To say that we are devastated is an understatement. Every day is difficult, and maybe moreso for me because I work at the hospital where I gave birth-each day when I leave work I remember that feeling when we left without our son. When I see other couples bringing their babies home it's like a punch in the gut. I can't look at the pictures of my coworker's sons who were born just weeks within my own. I had horrible anxiety immediately after, as my due date approached. Each time I saw a pregnant girl I would wonder if she was having a boy, if she was due when I was, if I would have looked like she did. Now with the holidays approaching it's also difficult to see the babies holiday outfits, ornaments and toys. We were given gifts by so many people, we can't even touch them-we literally threw a blanket over them and they are in a pile in our basement. I can't look at them, but I also can't give them away. Every day is a struggle for us, but crawling up in a hole is not an option. We both have to muddle on, put on a happy face and move forward-but that becomes draining, too. I told my friends that I feel like I am two different people...one of me has the happy face, goes to work, and tries to find peace...but the real me is so sad and tortured on the inside. Every second of every day it is on my mind; it's truly a pain that I wouldn't wish on my worst enemy.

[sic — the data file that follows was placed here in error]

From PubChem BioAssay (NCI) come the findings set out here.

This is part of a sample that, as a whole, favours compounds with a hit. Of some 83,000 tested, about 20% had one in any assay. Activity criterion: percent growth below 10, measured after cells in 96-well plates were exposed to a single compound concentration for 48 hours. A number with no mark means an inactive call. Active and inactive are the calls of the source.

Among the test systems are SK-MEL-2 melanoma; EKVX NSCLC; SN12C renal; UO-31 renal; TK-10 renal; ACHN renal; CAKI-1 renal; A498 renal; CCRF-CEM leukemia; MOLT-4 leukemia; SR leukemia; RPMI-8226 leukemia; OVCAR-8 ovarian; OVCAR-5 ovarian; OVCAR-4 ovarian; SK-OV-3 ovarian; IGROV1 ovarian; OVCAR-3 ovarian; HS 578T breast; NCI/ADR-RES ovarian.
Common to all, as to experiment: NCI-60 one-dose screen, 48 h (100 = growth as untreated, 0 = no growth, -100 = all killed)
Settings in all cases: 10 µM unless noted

I often look at the pictures that we have of Shayne; sometimes it brings me comfort, sometimes anger, sometimes despair.
I decided to run a 1/2 in April of 2017 and raise money for preeclampsia in memory of Shayne. I don't want anyone else to suffer or feel the heartache that my husband and I do; we hope that raising money in memory of our son can make that a reality.
My husband hope and pray every day that we are blessed with another miracle who can inspire and bless us the way Shayne did.
I am writing this one week + one day after the birth of my son Hudson Henry. I had shown no signs... Read Moreowen